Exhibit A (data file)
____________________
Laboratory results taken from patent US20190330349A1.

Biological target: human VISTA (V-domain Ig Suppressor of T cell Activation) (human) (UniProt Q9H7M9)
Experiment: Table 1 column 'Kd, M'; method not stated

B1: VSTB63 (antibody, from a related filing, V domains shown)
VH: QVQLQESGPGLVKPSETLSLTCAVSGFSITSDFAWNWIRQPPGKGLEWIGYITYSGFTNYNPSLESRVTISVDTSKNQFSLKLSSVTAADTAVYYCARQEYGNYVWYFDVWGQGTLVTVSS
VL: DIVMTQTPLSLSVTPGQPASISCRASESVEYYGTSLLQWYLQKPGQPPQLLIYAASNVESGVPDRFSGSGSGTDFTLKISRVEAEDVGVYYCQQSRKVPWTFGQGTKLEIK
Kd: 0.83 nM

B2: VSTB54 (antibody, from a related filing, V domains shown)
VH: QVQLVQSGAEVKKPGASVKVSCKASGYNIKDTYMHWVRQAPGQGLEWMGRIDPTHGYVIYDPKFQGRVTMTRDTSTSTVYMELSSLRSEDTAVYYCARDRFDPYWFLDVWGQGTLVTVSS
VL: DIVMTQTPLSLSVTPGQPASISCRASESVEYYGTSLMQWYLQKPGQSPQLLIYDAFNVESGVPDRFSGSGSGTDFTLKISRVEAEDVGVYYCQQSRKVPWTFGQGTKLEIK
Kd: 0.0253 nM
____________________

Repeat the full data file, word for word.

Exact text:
Laboratory results taken from patent US20190330349A1.

Biological target: human VISTA (V-domain Ig Suppressor of T cell Activation) (human) (UniProt Q9H7M9)
Experiment: Table 1 column 'Kd, M'; method not stated

B1: VSTB63 (antibody, from a related filing, V domains shown)
VH: QVQLQESGPGLVKPSETLSLTCAVSGFSITSDFAWNWIRQPPGKGLEWIGYITYSGFTNYNPSLESRVTISVDTSKNQFSLKLSSVTAADTAVYYCARQEYGNYVWYFDVWGQGTLVTVSS
VL: DIVMTQTPLSLSVTPGQPASISCRASESVEYYGTSLLQWYLQKPGQPPQLLIYAASNVESGVPDRFSGSGSGTDFTLKISRVEAEDVGVYYCQQSRKVPWTFGQGTKLEIK
Kd: 0.83 nM

B2: VSTB54 (antibody, from a related filing, V domains shown)
VH: QVQLVQSGAEVKKPGASVKVSCKASGYNIKDTYMHWVRQAPGQGLEWMGRIDPTHGYVIYDPKFQGRVTMTRDTSTSTVYMELSSLRSEDTAVYYCARDRFDPYWFLDVWGQGTLVTVSS
VL: DIVMTQTPLSLSVTPGQPASISCRASESVEYYGTSLMQWYLQKPGQSPQLLIYDAFNVESGVPDRFSGSGSGTDFTLKISRVEAEDVGVYYCQQSRKVPWTFGQGTKLEIK
Kd: 0.0253 nM